Thrusters that self-assemble from fuel hold promise for small spacecraft

13th July 2017
Posted By : Lanna Cooper
Thrusters that self-assemble from fuel hold promise for small spacecraft

 

University of Michigan researchers have developed a concept for ferrofluid-based propulsion. As the trend for miniaturisation of electronic technology continues, more spacecraft and satellites are becoming smaller, with typical sizes reducing from about that of a fridge or small car to approaching a shoebox or even a smartphone.

However, even these tiny craft need a way to manoeuvre and change their orientation to take measurements or send signals in the appropriate direction. But the types of plasma thrusters used on larger craft do not work well when scaled down. Graduate mechanical engineering student Brandon Jackson is leading development of a method that may be cheaper and more effective than current technologies.

One way of propelling small spacecraft is known as electrospray and involves using electrostatic fields to eject fluids of charged particles from a hollow needle-like device in the opposite direction to the movement required. But needles are expensive to make and delicate. Jackson’s solution, which he is developing with Prof L Brad King, is to use a magnetic liquid salt as a fuel. This has an interesting property; it is a ferrofluid. That is, in a magnetic field, it spontaneously shapes itself into an array of spiky peaks, looking a little like a miniaturised hedgehog. Moreover, when a strong electric field is applied to those peaks, each one emits its own individual jet of ions.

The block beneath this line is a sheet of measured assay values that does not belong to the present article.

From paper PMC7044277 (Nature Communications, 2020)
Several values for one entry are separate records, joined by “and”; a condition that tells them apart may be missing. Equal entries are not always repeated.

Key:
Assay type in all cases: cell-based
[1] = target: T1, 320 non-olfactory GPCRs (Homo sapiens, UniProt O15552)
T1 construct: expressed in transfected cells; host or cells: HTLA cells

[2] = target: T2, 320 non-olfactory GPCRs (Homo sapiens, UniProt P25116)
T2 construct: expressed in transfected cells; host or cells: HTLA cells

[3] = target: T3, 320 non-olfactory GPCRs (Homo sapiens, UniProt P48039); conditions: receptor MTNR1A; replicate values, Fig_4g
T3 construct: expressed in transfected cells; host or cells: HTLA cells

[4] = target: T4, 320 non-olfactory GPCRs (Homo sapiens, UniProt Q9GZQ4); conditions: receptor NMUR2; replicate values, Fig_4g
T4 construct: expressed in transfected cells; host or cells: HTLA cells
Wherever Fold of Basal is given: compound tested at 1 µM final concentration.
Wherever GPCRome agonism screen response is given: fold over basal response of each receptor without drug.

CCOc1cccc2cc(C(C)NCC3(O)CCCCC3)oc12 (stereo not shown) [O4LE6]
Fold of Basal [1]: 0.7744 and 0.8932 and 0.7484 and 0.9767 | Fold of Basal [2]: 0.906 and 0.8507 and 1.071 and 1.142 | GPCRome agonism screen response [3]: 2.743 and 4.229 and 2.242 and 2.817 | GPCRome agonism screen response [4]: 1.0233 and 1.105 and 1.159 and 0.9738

Brandon’s contribution to the research is two-fold - he has built the experimental model and devised a model of the physics of the instability that gives rise to the ion jet from a single peak, in particular the relationship between the magnetic and electric fields and the surface tension of the fluid, which was previously poorly understood.

If successful, the research could result in an electrospray thruster that requires no needles and is essentially indestructible. If the electrofluid spines are damaged, they heal and regrow themselves.

In a paper in the journal Physics of Fluids, Jackson and King explain that the magnetic field that forms the ferrofluid spines has a greater effect than expected on the surface tension of the fluid. King has now received more funding for the project from the Air Force Office of Scientific Research, and is investigating whether it is possible to obtain thrust from more than one peak in the spiky array.

“Often in the lab we’ll have one peak working and 99 others loafing,” he said. “If we are successful, our thruster will enable small inexpensive satellites with their own propulsion to be mass produced. That could improve remote sensing for better climate modelling, or provide better internet connectivity, which three billion people in the world still do not have.” Electrospray technology also has potential applications in spectrometry, pharmaceutical production and nanofabrication, the university added in a press release.

According to the university, electrospray technology also has potential applications in spectrometry, pharmaceutical production and nanofabrication.

Source: The Engineer


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